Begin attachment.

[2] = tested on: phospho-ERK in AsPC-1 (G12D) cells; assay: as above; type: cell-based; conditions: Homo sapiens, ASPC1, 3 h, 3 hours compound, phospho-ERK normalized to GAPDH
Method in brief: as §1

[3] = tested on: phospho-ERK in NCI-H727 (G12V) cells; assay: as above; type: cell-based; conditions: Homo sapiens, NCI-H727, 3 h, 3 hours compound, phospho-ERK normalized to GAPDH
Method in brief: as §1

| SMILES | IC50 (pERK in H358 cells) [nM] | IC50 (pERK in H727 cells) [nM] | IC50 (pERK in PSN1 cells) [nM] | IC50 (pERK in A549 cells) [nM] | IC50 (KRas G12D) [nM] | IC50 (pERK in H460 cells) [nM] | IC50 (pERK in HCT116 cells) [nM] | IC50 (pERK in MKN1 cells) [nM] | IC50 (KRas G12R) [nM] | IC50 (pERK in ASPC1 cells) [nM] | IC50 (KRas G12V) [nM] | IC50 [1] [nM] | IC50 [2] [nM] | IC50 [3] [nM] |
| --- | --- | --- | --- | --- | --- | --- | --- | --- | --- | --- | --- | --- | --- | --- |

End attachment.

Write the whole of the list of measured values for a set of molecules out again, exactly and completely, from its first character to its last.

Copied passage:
[2] = tested on: phospho-ERK in AsPC-1 (G12D) cells; assay: as above; type: cell-based; conditions: Homo sapiens, ASPC1, 3 h, 3 hours compound, phospho-ERK normalized to GAPDH
Method in brief: as §1

[3] = tested on: phospho-ERK in NCI-H727 (G12V) cells; assay: as above; type: cell-based; conditions: Homo sapiens, NCI-H727, 3 h, 3 hours compound, phospho-ERK normalized to GAPDH
Method in brief: as §1

| SMILES | IC50 (pERK in H358 cells) [nM] | IC50 (pERK in H727 cells) [nM] | IC50 (pERK in PSN1 cells) [nM] | IC50 (pERK in A549 cells) [nM] | IC50 (KRas G12D) [nM] | IC50 (pERK in H460 cells) [nM] | IC50 (pERK in HCT116 cells) [nM] | IC50 (pERK in MKN1 cells) [nM] | IC50 (KRas G12R) [nM] | IC50 (pERK in ASPC1 cells) [nM] | IC50 (KRas G12V) [nM] | IC50 [1] [nM] | IC50 [2] [nM] | IC50 [3] [nM] |
| --- | --- | --- | --- | --- | --- | --- | --- | --- | --- | --- | --- | --- | --- | --- |